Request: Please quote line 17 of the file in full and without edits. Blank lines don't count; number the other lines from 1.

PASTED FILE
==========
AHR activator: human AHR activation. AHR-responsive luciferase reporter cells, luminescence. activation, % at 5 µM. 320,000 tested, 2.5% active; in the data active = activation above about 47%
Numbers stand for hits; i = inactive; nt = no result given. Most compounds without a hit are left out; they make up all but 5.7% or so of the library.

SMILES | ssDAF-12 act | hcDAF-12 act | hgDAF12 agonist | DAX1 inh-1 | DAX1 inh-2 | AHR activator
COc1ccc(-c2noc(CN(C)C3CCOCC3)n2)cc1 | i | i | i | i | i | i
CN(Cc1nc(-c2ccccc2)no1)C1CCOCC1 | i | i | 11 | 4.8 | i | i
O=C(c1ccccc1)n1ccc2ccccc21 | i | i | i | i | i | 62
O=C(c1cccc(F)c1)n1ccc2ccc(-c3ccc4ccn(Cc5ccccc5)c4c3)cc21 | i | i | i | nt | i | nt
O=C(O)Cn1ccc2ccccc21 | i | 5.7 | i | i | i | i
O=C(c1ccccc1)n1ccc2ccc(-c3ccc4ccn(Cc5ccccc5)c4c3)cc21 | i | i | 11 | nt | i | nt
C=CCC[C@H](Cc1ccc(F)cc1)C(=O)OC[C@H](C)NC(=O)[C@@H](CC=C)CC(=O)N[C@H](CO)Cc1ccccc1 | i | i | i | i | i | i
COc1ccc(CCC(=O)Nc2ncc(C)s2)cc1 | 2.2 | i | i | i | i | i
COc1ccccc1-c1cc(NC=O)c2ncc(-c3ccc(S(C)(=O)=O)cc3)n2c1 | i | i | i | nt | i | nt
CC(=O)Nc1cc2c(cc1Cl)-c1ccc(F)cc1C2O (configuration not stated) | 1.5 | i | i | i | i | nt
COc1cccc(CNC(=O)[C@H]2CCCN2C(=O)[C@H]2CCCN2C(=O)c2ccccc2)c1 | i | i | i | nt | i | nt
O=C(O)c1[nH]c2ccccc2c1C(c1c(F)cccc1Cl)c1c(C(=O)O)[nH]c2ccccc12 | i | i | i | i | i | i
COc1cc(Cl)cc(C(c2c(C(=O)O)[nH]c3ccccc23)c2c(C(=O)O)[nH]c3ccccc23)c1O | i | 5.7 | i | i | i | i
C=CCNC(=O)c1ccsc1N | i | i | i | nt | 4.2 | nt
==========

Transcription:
C=CCNC(=O)c1ccsc1N | i | i | i | nt | 4.2 | nt